Ecological and evolutionary analysis of infectious diseases has proven invaluable for understanding and predicting contemporary patterns of disease emergence and spread. However, the two forms of analysis (ecological and evolutionary) have largely remained separated with different intellectual communities undertaking one or the other form of analysis, but rarely both. Often, the obstacle to combined analysis resides in an apparent large difference in the time-scale of operation of evolutionary and ecological processes (millennia versus months or years). Yet, for many host-pathogen systems, especially those associated with RNA viral pathogens, the time-scale of ecological dynamics and evolutionary change are identical. In this proposal, we undertake a synthesis of ecological and evolutionary dynamics using rabies virus (RABV) and Ebola virus (EBOV) as model systems. Following on the spatial dynamics models we have developed for predicting the spread of rabies across specific states (CT, NY, OH), we will construct population-based simulations of the spread of infection among subpopulations of raccoon hosts distributed over ecological landscapes. Transmission of virus will be tracked within "transmission trees" and virus will evolve according to known evolutionary rates and mutation processes for RABV. We will examine the relationship between different types and phases of SEIR dynamics on the residual signature of demographic change within the molecular phylogeny, based on predicted variation in the structure of the coalescent. In principle, these types of signatures can also provide us with specific information about the underlying epidemiological processes. We will ascertain differences in the revealed coalescent under conditions of endemic steady state versus epidemic spread as well as under scenarios involving demographic and spatial heterogeneity within these two different states. Over the past eight years we have been working closely with state and federal agencies in the US and Canada to compile an unprecedented database and sample library for the historical and contemporary expansion of rabies virus. We will use this database, coupled with targeted sample acquisition, to test the integrated model. We are also working with labs in Africa to construct models for the most likely transmission dynamics of Ebola among candidate hosts, calibrated against geo-referenced molecular sequence data from both human and candidate host (Gorilla, chimpanzee, bat) infections. We believe that the work executed on rabies will be extendable and useful in predicting patterns of emergence and spread in this alarming human pathogen.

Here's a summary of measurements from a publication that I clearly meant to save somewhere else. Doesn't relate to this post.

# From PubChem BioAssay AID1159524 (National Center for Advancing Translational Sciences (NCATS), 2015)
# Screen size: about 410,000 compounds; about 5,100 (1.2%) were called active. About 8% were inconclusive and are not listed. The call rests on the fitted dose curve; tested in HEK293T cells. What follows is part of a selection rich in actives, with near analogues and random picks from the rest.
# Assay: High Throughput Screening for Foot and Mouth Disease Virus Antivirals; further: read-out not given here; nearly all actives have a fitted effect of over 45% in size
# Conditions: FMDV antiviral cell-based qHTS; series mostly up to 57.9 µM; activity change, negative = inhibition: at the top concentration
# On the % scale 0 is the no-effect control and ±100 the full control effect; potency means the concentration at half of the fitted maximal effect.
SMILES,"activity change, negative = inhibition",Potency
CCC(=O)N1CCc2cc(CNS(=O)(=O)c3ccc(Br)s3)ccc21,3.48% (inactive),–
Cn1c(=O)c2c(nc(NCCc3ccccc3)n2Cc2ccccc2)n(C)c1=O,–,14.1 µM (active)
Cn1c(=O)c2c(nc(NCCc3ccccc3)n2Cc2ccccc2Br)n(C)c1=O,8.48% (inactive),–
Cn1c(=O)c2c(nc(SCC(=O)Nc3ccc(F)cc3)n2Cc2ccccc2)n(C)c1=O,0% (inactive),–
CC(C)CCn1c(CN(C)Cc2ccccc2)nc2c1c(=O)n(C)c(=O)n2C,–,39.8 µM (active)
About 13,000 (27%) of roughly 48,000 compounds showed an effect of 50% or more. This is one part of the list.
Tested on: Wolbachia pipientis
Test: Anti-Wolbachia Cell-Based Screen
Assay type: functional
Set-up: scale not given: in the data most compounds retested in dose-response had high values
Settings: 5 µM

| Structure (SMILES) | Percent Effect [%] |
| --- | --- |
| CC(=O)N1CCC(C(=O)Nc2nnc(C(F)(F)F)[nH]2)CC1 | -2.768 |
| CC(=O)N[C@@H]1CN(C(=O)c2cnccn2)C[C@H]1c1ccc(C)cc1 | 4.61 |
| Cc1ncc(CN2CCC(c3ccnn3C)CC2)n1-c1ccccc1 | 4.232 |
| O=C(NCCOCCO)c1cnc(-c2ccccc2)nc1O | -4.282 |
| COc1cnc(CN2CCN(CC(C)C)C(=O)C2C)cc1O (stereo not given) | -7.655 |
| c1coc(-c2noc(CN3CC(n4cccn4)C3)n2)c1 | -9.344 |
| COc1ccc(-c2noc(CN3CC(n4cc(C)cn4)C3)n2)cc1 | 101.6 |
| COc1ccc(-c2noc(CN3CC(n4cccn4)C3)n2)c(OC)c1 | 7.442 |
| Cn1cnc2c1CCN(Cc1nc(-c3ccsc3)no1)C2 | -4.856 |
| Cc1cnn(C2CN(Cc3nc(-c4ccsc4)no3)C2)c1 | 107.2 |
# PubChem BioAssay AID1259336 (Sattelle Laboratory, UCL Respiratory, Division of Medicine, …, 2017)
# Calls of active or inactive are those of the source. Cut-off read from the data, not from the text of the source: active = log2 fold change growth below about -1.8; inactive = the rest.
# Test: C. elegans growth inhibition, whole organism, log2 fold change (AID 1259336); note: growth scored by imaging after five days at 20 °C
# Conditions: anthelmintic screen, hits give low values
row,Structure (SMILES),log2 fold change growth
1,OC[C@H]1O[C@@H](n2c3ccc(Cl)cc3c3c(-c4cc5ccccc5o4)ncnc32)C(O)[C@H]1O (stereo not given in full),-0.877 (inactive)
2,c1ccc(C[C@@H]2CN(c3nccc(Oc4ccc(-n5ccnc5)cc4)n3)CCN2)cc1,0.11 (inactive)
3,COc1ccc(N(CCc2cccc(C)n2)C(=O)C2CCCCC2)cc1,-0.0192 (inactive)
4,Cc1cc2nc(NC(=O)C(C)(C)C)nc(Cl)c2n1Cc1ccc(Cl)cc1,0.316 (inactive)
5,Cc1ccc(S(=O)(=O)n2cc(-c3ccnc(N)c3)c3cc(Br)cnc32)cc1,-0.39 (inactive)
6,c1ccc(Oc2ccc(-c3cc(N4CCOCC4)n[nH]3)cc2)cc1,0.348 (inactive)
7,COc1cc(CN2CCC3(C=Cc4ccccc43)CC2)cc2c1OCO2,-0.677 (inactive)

We are constructing integrated models for the ecology and evolution of rabies and Ebola viruses, two of the most important viral zoonotic diseases worldwide. These models will be instrumental in understanding patterns of emergence and spread, as well as targeting mechanisms for control and eradication.
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